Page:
When you get traffic from traffic sources like Add Words or Facebook CPM or use any other ad network for your digital advertising such as banner advertising, popunders, in app video ads or any type of online, visually-based ad, and targeting users of internet-service-provider One-Eleven you can use the CPM, CPV (cost per view), EPV (earnings per view) and CTR (click through rate) numbers to figure out if you are getting a decent CPC. CPC is easy to calculate: If you spend $1 to get 1,000 impressions ($1 CPM) and you get 10 clicks (effective 1 percent CTR), then you paid $1 CPM and received a $0.10 CPC.
The Top Ad Networks allow you using dynamic URL tags. These are special tokens you can use in the URL field when buying traffic and creating a CPM marketing campaign that will be replaced with the actual information e.g. targeting users of internet-service-provider ‘One-Eleven’ during the adserving process. Instead of targeting users of internet-service-provider there could be any other token from this list below or even a combination of various tokens:
- [ISPID] – ID of ISP of visitor,
- [ISPNAME] – Name of ISP of visitor,
- [COUNTRY] – country of the visitor.
- [BID] – CPM price of the impression.
- [SCREENRESOLUTION] – Detected screen resolution of the visitor,
- [OSNAME] – Operating System name, for example Windows 8.1,
- [BROWSERNAME] – Browser name, for example Firefox 32,
- [DEVICENAME] – Name of the device that visitor uses to browse the Internet, for example Apple iPhone,
- [OSID] – ID of Operating System (for future use),
- [BROWSERID] – ID of Browser (for future use),
- [DEVICEID] – ID of Device (for future use),
- [IP] – IP address of the visitor (used for XML feeds).
For example, if you buy traffic from a lead source or an advertising network and drive that traffic to http://www.yourlandingpage.com/track.php?countryid=[COUNTRYID] these platforms will normally change the token into actual value. Here’s a populated link just as an example: http://www.yourlandingpage.com/track.php?targeting users of internet-service-provider ID=One-Eleven .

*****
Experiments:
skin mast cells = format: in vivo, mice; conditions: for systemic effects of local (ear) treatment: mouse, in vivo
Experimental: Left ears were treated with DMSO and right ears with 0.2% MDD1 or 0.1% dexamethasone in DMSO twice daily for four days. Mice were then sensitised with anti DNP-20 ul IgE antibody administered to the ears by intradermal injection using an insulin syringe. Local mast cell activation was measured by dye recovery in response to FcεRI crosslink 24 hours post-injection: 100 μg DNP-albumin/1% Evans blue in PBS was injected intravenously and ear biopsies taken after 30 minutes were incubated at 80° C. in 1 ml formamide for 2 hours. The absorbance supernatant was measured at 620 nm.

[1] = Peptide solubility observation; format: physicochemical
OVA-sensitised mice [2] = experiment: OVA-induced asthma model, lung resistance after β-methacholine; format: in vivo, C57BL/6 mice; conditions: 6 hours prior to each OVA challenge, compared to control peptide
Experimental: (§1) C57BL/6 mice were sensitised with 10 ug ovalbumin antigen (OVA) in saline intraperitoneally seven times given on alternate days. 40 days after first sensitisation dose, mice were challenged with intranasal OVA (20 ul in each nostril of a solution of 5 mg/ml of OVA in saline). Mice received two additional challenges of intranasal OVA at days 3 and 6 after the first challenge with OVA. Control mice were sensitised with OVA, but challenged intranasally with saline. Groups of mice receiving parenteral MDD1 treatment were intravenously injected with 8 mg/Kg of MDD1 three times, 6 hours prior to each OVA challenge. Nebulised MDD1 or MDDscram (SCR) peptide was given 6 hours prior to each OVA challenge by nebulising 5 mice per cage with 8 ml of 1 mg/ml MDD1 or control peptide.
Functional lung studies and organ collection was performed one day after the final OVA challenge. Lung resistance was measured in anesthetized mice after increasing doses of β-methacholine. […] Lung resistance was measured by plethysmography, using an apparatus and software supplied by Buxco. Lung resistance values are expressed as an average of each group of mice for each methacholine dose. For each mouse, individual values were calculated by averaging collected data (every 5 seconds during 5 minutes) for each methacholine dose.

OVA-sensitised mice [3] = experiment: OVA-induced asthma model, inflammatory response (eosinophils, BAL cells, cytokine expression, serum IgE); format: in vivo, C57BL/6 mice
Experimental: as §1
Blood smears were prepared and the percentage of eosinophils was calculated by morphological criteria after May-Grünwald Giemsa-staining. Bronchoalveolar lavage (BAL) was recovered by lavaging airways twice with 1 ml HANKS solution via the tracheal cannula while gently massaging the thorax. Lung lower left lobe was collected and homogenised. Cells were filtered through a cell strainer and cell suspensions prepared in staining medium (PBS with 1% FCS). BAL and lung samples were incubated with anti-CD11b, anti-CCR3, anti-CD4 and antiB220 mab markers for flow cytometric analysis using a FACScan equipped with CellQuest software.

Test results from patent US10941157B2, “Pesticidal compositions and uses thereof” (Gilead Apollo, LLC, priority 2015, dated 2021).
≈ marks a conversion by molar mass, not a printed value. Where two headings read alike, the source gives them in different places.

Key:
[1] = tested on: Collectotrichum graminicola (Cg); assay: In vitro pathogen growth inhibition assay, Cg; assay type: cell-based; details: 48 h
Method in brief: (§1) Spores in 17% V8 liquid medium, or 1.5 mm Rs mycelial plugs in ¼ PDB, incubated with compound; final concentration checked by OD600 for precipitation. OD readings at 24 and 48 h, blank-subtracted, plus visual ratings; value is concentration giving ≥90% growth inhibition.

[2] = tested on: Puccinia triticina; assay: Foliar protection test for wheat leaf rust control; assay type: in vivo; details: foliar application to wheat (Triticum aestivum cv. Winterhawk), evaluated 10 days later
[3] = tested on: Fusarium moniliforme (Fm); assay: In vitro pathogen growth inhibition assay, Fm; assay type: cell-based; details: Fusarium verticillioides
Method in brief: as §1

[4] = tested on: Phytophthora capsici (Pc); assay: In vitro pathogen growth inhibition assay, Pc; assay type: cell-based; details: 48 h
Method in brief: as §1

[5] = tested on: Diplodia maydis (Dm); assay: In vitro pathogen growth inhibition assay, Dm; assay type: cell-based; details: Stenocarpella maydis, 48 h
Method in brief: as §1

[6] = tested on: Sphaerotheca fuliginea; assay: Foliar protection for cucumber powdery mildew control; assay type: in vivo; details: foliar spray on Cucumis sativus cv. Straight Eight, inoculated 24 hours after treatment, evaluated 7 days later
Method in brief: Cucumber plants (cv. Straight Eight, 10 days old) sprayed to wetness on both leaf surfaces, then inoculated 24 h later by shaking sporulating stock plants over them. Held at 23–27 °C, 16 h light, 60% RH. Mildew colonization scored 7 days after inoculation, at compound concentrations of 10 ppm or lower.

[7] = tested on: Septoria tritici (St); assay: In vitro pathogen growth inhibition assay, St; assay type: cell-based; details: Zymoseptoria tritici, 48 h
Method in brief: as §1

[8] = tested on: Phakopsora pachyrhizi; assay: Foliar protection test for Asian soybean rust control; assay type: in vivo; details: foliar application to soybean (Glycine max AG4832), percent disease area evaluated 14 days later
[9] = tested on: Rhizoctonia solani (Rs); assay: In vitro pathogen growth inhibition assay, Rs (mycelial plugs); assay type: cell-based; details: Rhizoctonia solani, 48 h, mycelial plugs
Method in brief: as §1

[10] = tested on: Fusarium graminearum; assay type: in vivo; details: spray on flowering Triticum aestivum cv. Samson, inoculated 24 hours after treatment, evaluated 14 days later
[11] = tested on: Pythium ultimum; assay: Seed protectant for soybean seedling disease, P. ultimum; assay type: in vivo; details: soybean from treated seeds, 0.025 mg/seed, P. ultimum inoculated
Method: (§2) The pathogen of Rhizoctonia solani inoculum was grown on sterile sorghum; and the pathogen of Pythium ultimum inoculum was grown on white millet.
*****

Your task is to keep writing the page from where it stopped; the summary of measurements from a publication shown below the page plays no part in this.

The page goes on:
Later you can use Website targeting option to block and blacklist under-performing websites and/or you can create campaigns targeted towards the best performing whitelisted ones.
You may also arrange rules using these tokens in your tracking system. E.g.: If targeting users of internet-service-provider equals One-Eleven then redirect to some other page. Off page cloaking is one of the main reasons to apply such rules.
Display ad networks will also provide Smart CPM – a bid system that helps you to reach more traffic within the same Max Bid by realtime monitoring of bidding market and your bidding position and adjusting bidding parameters for each auction.
Pay Per View Trumps Pay Per Click Advertising
Internet advertising is in flux and flow. Pay per view or PPV networks are rushing into favor and pay per click is tottering on the brink of extinction as costs per click are reaching absurd levels such as $4 to $30 per unique visitor.
Google made a decision recently. Not long ago it slapped affiliate marketers so hard that about 100,000 were banned from AdWords, indefinitely. The thinking at Google is always about relevance and quality. The world's largest search engine wants to provide a quality experience for its millions of searchers and rightly so. However, many affiliate marketers were on the point of leaving or giving up anyway. Costs had risen through the relentless competition and quality score slaps were driving the cost per click up even faster.
PPV is absolutely hot today and in pure marketing cost terms it is trumping pay per click at the three major search engines. Marketers will need to be quick to innovate and to take advantage or they will see the opportunity dissolve before their eyes within twelve months. That's a prediction worth thinking about.
Cost per impression
Not everyone loves pay per view (PPV) advertising. In fact, some people really don't like it one bit. While there may be some legitimate arguments against the use of PPV in some circumstances, many of the criticisms leveled against it just don't hold up to any level of scrutiny. Those who claim that PPV participation risks so-called "negative branding" are a perfect example of those not-so-persuasive arguments against PPV.
The negative branding argument is based on the assumption that people just don't like popunders, which is how most PPV companies serve their ads. The critics maintain that consumers view these ads as sneaky, intrusive or "spammy" and that being associated with the practice is more likely to turn people against your brand than it is to transform them into paying customers.
Those are just three of the many reasons why PPV advertisers should sleep soundly instead of pacing the floors worrying about their brands every night. The negative branding is one of those PPV criticisms that sounds interesting on its face but that falls apart when closely analyzed.